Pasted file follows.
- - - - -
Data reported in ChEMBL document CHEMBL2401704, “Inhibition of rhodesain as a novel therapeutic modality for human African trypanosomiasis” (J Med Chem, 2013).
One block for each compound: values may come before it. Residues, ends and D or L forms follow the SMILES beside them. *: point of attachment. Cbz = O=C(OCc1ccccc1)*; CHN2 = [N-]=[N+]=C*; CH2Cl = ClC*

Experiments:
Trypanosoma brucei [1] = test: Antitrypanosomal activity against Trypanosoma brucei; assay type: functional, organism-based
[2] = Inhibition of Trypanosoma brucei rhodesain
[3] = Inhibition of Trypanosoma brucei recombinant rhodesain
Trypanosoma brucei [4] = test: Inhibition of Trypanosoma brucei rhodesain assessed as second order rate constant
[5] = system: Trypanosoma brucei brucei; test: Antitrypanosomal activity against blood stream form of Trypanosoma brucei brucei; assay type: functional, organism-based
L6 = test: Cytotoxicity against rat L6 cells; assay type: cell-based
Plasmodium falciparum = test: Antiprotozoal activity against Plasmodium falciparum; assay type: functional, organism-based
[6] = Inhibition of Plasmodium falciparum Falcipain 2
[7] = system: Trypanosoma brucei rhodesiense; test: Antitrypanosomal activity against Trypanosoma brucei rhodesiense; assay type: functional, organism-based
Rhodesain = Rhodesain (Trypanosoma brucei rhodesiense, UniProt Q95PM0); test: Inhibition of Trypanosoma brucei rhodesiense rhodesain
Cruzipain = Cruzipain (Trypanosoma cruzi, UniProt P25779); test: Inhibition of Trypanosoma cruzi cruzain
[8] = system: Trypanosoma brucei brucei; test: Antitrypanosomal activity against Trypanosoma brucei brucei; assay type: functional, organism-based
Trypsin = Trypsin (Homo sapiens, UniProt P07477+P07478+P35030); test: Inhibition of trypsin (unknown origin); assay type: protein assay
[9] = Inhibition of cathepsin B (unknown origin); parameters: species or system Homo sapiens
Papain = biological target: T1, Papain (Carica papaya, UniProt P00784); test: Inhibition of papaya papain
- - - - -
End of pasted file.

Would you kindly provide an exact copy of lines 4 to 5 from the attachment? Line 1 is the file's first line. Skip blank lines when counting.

Trypanosoma brucei [1] = test: Antitrypanosomal activity against Trypanosoma brucei; assay type: functional, organism-based
[2] = Inhibition of Trypanosoma brucei rhodesain